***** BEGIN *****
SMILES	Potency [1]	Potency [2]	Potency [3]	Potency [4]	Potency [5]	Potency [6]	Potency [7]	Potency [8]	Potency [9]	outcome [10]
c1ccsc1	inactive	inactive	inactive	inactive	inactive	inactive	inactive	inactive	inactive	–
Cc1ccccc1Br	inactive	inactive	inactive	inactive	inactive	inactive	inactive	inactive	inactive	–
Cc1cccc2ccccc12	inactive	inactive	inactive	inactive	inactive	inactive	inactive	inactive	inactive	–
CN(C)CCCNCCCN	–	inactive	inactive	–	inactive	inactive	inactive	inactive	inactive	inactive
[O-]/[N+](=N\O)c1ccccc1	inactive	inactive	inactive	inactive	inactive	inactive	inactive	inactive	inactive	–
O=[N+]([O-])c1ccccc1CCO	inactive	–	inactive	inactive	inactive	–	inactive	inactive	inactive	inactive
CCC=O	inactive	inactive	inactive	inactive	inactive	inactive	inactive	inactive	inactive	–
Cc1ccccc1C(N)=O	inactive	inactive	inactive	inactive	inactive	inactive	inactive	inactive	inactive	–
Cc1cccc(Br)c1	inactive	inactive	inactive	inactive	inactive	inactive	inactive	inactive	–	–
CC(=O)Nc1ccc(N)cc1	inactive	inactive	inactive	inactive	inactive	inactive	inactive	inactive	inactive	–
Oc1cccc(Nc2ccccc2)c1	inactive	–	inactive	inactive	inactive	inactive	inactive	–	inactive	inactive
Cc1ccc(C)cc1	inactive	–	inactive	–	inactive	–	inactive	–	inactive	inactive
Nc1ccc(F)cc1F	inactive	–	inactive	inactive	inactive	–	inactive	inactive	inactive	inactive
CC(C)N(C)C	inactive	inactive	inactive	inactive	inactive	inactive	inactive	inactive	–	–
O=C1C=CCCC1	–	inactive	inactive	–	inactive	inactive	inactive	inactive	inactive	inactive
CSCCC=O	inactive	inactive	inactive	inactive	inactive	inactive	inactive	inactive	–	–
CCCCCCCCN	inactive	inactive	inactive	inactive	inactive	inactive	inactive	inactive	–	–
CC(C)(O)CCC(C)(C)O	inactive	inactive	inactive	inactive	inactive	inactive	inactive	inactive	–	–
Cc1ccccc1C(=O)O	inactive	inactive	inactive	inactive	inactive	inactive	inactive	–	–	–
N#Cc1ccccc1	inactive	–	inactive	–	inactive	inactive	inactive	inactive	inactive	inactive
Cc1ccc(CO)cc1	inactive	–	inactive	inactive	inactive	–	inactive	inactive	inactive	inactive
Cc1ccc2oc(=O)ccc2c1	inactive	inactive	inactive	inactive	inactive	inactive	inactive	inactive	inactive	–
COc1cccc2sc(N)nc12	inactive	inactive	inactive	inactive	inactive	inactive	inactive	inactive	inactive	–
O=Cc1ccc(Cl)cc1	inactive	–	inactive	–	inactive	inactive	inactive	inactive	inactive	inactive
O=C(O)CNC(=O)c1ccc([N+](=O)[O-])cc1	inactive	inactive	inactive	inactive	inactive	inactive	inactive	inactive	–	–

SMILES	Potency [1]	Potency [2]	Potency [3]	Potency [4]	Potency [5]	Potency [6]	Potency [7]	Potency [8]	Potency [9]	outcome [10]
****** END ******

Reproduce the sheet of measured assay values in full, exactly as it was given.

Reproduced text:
SMILES	Potency [1]	Potency [2]	Potency [3]	Potency [4]	Potency [5]	Potency [6]	Potency [7]	Potency [8]	Potency [9]	outcome [10]
c1ccsc1	inactive	inactive	inactive	inactive	inactive	inactive	inactive	inactive	inactive	–
Cc1ccccc1Br	inactive	inactive	inactive	inactive	inactive	inactive	inactive	inactive	inactive	–
Cc1cccc2ccccc12	inactive	inactive	inactive	inactive	inactive	inactive	inactive	inactive	inactive	–
CN(C)CCCNCCCN	–	inactive	inactive	–	inactive	inactive	inactive	inactive	inactive	inactive
[O-]/[N+](=N\O)c1ccccc1	inactive	inactive	inactive	inactive	inactive	inactive	inactive	inactive	inactive	–
O=[N+]([O-])c1ccccc1CCO	inactive	–	inactive	inactive	inactive	–	inactive	inactive	inactive	inactive
CCC=O	inactive	inactive	inactive	inactive	inactive	inactive	inactive	inactive	inactive	–
Cc1ccccc1C(N)=O	inactive	inactive	inactive	inactive	inactive	inactive	inactive	inactive	inactive	–
Cc1cccc(Br)c1	inactive	inactive	inactive	inactive	inactive	inactive	inactive	inactive	–	–
CC(=O)Nc1ccc(N)cc1	inactive	inactive	inactive	inactive	inactive	inactive	inactive	inactive	inactive	–
Oc1cccc(Nc2ccccc2)c1	inactive	–	inactive	inactive	inactive	inactive	inactive	–	inactive	inactive
Cc1ccc(C)cc1	inactive	–	inactive	–	inactive	–	inactive	–	inactive	inactive
Nc1ccc(F)cc1F	inactive	–	inactive	inactive	inactive	–	inactive	inactive	inactive	inactive
CC(C)N(C)C	inactive	inactive	inactive	inactive	inactive	inactive	inactive	inactive	–	–
O=C1C=CCCC1	–	inactive	inactive	–	inactive	inactive	inactive	inactive	inactive	inactive
CSCCC=O	inactive	inactive	inactive	inactive	inactive	inactive	inactive	inactive	–	–
CCCCCCCCN	inactive	inactive	inactive	inactive	inactive	inactive	inactive	inactive	–	–
CC(C)(O)CCC(C)(C)O	inactive	inactive	inactive	inactive	inactive	inactive	inactive	inactive	–	–
Cc1ccccc1C(=O)O	inactive	inactive	inactive	inactive	inactive	inactive	inactive	–	–	–
N#Cc1ccccc1	inactive	–	inactive	–	inactive	inactive	inactive	inactive	inactive	inactive
Cc1ccc(CO)cc1	inactive	–	inactive	inactive	inactive	–	inactive	inactive	inactive	inactive
Cc1ccc2oc(=O)ccc2c1	inactive	inactive	inactive	inactive	inactive	inactive	inactive	inactive	inactive	–
COc1cccc2sc(N)nc12	inactive	inactive	inactive	inactive	inactive	inactive	inactive	inactive	inactive	–
O=Cc1ccc(Cl)cc1	inactive	–	inactive	–	inactive	inactive	inactive	inactive	inactive	inactive
O=C(O)CNC(=O)c1ccc([N+](=O)[O-])cc1	inactive	inactive	inactive	inactive	inactive	inactive	inactive	inactive	–	–

SMILES	Potency [1]	Potency [2]	Potency [3]	Potency [4]	Potency [5]	Potency [6]	Potency [7]	Potency [8]	Potency [9]	outcome [10]